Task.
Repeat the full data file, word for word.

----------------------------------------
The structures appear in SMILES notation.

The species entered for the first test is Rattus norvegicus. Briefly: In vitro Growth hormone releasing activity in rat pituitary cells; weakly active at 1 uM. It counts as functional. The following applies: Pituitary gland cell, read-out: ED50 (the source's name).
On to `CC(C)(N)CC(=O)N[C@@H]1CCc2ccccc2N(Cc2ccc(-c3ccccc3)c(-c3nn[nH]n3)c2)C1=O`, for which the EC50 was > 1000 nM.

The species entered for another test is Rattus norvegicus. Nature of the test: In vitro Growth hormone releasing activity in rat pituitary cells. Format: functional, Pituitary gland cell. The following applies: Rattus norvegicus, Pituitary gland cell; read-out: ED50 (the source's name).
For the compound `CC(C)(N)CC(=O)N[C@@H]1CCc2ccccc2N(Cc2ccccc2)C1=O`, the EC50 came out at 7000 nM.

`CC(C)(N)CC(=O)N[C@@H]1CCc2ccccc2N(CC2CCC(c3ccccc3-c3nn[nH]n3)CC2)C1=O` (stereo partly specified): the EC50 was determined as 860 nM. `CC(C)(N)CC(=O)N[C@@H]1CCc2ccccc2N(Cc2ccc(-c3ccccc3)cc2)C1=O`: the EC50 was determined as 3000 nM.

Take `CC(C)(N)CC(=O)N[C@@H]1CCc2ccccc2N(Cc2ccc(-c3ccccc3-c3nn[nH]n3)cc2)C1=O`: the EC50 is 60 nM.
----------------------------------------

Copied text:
The structures appear in SMILES notation.

The species entered for the first test is Rattus norvegicus. Briefly: In vitro Growth hormone releasing activity in rat pituitary cells; weakly active at 1 uM. It counts as functional. The following applies: Pituitary gland cell, read-out: ED50 (the source's name).
On to `CC(C)(N)CC(=O)N[C@@H]1CCc2ccccc2N(Cc2ccc(-c3ccccc3)c(-c3nn[nH]n3)c2)C1=O`, for which the EC50 was > 1000 nM.

The species entered for another test is Rattus norvegicus. Nature of the test: In vitro Growth hormone releasing activity in rat pituitary cells. Format: functional, Pituitary gland cell. The following applies: Rattus norvegicus, Pituitary gland cell; read-out: ED50 (the source's name).
For the compound `CC(C)(N)CC(=O)N[C@@H]1CCc2ccccc2N(Cc2ccccc2)C1=O`, the EC50 came out at 7000 nM.

`CC(C)(N)CC(=O)N[C@@H]1CCc2ccccc2N(CC2CCC(c3ccccc3-c3nn[nH]n3)CC2)C1=O` (stereo partly specified): the EC50 was determined as 860 nM. `CC(C)(N)CC(=O)N[C@@H]1CCc2ccccc2N(Cc2ccc(-c3ccccc3)cc2)C1=O`: the EC50 was determined as 3000 nM.

Take `CC(C)(N)CC(=O)N[C@@H]1CCc2ccccc2N(Cc2ccc(-c3ccccc3-c3nn[nH]n3)cc2)C1=O`: the EC50 is 60 nM.